The Rubio record: From tea party hero to immigration reformer and beyond

Senator Marco Rubio (R-FL)

Senator Marco Rubio (R-FL)

In the winter of 2010, conservative firebrand Sen. Jim DeMint, R-S.C., turned an upstart U.S. Senate candidate from Florida into the face of the tea party effort to bring more hardline conservatives into the Republican Party and Congress.

“I’d rather have 30 Marco Rubios in the Senate than 60 Arlen Specters,” DeMint declared at the 2010 Conservative Political Action Conference, launching what would become a tagline for the antiestablishment conservative uprising that year. Specter, a five-term moderate Republican from Pennsylvania, had switched his party affiliation in 2009 and joined with the majority Democrats.

DeMint’s statement reflected what a rock star Rubio had become in conservative circles. Young, Hispanic and ambitious, Rubio had just forced former Gov. Charlie Crist, a moderate Republican, from Florida’s GOP Senate primary, seizing the party’s nomination. Crist went on to run against Rubio as an independent in the general election, losing by nearly 20 points — to the delight of a conservative base that saw other upset wins across the country, from Kentucky to Utah.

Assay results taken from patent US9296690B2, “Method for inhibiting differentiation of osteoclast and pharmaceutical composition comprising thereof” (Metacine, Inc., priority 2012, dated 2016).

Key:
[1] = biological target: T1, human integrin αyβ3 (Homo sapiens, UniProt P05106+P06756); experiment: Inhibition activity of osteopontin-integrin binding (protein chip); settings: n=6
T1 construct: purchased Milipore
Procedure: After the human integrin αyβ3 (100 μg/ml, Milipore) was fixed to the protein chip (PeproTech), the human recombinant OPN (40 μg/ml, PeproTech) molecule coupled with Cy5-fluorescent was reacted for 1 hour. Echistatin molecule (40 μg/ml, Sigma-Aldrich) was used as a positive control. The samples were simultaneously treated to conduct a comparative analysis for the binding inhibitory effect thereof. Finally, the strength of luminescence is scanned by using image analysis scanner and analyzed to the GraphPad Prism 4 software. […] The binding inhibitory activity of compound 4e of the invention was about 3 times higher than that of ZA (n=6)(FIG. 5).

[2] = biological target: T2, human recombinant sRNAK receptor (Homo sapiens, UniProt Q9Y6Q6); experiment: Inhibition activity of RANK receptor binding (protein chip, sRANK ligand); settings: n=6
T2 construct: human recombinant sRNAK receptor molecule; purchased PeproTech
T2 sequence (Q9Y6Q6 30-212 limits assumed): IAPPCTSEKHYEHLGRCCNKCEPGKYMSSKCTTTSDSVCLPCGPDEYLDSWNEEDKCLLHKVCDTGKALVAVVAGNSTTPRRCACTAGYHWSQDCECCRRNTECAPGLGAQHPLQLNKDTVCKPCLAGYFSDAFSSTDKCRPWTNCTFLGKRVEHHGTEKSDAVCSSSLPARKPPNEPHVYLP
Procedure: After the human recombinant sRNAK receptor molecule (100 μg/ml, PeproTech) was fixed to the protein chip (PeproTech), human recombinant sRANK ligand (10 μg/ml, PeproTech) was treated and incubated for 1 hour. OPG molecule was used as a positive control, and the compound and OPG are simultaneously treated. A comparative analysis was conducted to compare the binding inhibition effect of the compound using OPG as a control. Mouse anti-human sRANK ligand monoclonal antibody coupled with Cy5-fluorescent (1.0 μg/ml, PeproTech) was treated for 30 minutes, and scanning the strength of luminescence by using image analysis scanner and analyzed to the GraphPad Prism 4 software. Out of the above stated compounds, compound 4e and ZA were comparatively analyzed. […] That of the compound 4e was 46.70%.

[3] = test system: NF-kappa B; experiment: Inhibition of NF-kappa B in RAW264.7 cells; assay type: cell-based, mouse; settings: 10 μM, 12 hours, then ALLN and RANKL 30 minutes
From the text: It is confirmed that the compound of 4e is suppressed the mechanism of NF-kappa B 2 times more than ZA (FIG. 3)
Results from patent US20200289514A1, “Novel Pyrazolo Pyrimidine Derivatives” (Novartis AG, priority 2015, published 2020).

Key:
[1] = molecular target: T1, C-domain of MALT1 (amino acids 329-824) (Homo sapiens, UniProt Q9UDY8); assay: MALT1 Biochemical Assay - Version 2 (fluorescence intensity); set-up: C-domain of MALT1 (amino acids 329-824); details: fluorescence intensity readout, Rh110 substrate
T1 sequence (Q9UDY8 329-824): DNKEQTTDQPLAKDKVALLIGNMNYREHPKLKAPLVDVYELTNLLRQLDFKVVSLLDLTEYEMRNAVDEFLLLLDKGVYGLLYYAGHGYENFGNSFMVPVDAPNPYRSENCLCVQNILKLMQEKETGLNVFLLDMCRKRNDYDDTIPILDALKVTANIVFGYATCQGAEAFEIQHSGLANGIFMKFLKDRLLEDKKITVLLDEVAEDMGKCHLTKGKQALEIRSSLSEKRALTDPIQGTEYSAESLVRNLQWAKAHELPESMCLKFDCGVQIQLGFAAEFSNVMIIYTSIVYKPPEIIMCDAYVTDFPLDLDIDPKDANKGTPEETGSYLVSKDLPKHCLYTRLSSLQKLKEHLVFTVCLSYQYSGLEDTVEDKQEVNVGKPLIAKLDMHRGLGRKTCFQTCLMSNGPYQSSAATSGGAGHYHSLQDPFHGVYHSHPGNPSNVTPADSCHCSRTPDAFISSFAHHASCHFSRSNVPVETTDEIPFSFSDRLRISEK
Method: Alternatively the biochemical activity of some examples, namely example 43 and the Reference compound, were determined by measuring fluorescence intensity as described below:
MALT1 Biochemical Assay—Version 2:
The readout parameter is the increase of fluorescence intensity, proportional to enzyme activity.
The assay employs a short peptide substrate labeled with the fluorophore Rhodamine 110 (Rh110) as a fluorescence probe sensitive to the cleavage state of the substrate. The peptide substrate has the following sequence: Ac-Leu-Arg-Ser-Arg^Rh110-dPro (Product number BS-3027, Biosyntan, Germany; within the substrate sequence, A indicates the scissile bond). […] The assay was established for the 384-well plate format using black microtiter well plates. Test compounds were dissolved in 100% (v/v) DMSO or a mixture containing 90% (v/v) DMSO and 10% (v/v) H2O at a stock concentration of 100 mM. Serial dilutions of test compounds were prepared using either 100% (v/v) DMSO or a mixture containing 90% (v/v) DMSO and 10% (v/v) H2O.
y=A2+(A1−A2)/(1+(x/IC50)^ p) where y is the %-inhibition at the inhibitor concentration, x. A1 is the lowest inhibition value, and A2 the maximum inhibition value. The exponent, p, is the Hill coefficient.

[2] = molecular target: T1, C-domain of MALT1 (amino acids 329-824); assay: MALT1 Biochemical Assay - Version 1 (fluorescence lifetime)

That was then. Rubio’s stint as conservative icon is now less a defining feature of his career than it is a discordant footnote to his political story.

On Monday, Rubio will announce his candidacy for the Republican presidential nomination, using a brief Senate career that DeMint could not have imagined as his launching pad. And when he does, the one-time face of the tea party will be the most establishment candidate amid the already crowded field of sitting senators vying for the 2016 GOP nod.

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